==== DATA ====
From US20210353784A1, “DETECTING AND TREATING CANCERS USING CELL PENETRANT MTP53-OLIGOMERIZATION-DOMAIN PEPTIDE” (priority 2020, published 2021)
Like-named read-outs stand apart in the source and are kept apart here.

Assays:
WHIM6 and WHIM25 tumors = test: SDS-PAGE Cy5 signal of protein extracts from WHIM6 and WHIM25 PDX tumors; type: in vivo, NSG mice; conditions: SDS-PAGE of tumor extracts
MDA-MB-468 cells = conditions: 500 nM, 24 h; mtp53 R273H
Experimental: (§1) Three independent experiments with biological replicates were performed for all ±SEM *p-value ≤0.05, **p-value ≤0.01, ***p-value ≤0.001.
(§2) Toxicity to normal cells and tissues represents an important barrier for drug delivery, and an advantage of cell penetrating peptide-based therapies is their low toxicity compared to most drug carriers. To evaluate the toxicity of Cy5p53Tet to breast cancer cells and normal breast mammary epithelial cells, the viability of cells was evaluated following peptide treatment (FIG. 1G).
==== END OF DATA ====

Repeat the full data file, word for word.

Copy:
From US20210353784A1, “DETECTING AND TREATING CANCERS USING CELL PENETRANT MTP53-OLIGOMERIZATION-DOMAIN PEPTIDE” (priority 2020, published 2021)
Like-named read-outs stand apart in the source and are kept apart here.

Assays:
WHIM6 and WHIM25 tumors = test: SDS-PAGE Cy5 signal of protein extracts from WHIM6 and WHIM25 PDX tumors; type: in vivo, NSG mice; conditions: SDS-PAGE of tumor extracts
MDA-MB-468 cells = conditions: 500 nM, 24 h; mtp53 R273H
Experimental: (§1) Three independent experiments with biological replicates were performed for all ±SEM *p-value ≤0.05, **p-value ≤0.01, ***p-value ≤0.001.
(§2) Toxicity to normal cells and tissues represents an important barrier for drug delivery, and an advantage of cell penetrating peptide-based therapies is their low toxicity compared to most drug carriers. To evaluate the toxicity of Cy5p53Tet to breast cancer cells and normal breast mammary epithelial cells, the viability of cells was evaluated following peptide treatment (FIG. 1G).